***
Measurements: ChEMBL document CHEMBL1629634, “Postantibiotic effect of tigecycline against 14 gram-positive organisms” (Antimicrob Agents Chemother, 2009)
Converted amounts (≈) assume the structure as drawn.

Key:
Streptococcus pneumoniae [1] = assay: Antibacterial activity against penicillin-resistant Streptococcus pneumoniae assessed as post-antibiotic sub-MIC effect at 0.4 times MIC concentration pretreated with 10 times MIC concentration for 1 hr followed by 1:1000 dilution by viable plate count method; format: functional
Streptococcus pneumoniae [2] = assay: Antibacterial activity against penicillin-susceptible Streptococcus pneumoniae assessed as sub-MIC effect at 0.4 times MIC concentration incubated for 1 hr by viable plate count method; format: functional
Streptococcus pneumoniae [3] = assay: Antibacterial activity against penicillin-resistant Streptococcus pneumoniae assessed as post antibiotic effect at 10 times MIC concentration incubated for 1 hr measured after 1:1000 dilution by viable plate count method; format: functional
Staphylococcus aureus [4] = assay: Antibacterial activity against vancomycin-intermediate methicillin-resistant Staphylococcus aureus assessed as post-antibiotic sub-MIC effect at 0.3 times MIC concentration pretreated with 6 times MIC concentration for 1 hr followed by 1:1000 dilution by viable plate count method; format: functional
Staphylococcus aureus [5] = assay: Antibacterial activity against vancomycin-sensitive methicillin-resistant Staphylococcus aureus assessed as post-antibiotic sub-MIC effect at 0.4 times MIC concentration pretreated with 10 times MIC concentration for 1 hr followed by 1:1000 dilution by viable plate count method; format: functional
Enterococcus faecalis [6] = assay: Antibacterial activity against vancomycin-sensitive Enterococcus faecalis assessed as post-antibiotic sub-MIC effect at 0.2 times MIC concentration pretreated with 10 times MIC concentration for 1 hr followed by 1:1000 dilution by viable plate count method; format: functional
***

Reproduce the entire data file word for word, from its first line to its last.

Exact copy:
Measurements: ChEMBL document CHEMBL1629634, “Postantibiotic effect of tigecycline against 14 gram-positive organisms” (Antimicrob Agents Chemother, 2009)
Converted amounts (≈) assume the structure as drawn.

Key:
Streptococcus pneumoniae [1] = assay: Antibacterial activity against penicillin-resistant Streptococcus pneumoniae assessed as post-antibiotic sub-MIC effect at 0.4 times MIC concentration pretreated with 10 times MIC concentration for 1 hr followed by 1:1000 dilution by viable plate count method; format: functional
Streptococcus pneumoniae [2] = assay: Antibacterial activity against penicillin-susceptible Streptococcus pneumoniae assessed as sub-MIC effect at 0.4 times MIC concentration incubated for 1 hr by viable plate count method; format: functional
Streptococcus pneumoniae [3] = assay: Antibacterial activity against penicillin-resistant Streptococcus pneumoniae assessed as post antibiotic effect at 10 times MIC concentration incubated for 1 hr measured after 1:1000 dilution by viable plate count method; format: functional
Staphylococcus aureus [4] = assay: Antibacterial activity against vancomycin-intermediate methicillin-resistant Staphylococcus aureus assessed as post-antibiotic sub-MIC effect at 0.3 times MIC concentration pretreated with 6 times MIC concentration for 1 hr followed by 1:1000 dilution by viable plate count method; format: functional
Staphylococcus aureus [5] = assay: Antibacterial activity against vancomycin-sensitive methicillin-resistant Staphylococcus aureus assessed as post-antibiotic sub-MIC effect at 0.4 times MIC concentration pretreated with 10 times MIC concentration for 1 hr followed by 1:1000 dilution by viable plate count method; format: functional
Enterococcus faecalis [6] = assay: Antibacterial activity against vancomycin-sensitive Enterococcus faecalis assessed as post-antibiotic sub-MIC effect at 0.2 times MIC concentration pretreated with 10 times MIC concentration for 1 hr followed by 1:1000 dilution by viable plate count method; format: functional